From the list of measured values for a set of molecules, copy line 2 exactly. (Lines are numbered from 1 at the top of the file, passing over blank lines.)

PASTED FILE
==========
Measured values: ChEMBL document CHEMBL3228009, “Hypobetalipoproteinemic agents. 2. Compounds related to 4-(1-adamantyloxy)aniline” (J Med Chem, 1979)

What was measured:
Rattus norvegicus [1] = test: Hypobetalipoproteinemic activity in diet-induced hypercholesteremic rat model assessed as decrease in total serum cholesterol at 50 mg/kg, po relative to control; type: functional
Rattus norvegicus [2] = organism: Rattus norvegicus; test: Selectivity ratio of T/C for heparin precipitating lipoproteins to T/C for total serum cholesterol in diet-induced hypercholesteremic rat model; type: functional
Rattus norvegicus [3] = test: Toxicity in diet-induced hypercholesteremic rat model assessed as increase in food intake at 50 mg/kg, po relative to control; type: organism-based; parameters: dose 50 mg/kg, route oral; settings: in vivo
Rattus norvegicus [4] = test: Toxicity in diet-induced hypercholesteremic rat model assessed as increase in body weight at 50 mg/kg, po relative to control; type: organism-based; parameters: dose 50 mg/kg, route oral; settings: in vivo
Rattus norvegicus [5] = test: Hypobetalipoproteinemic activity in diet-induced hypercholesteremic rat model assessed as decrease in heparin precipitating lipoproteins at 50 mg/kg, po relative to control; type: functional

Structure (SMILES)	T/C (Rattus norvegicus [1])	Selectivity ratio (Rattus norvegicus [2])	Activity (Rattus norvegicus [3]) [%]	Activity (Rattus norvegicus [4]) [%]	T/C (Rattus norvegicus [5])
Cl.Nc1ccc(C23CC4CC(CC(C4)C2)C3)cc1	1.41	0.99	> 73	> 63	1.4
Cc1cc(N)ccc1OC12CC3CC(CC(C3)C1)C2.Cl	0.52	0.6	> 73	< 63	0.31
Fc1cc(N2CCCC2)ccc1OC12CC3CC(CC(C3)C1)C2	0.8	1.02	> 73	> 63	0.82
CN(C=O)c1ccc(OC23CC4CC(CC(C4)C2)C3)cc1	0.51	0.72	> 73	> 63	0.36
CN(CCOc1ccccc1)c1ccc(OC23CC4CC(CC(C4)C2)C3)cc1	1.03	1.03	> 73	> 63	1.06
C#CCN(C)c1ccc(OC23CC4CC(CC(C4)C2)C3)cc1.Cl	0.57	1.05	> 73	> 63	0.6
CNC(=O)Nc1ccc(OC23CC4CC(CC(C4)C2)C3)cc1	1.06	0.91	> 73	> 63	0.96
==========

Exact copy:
What was measured: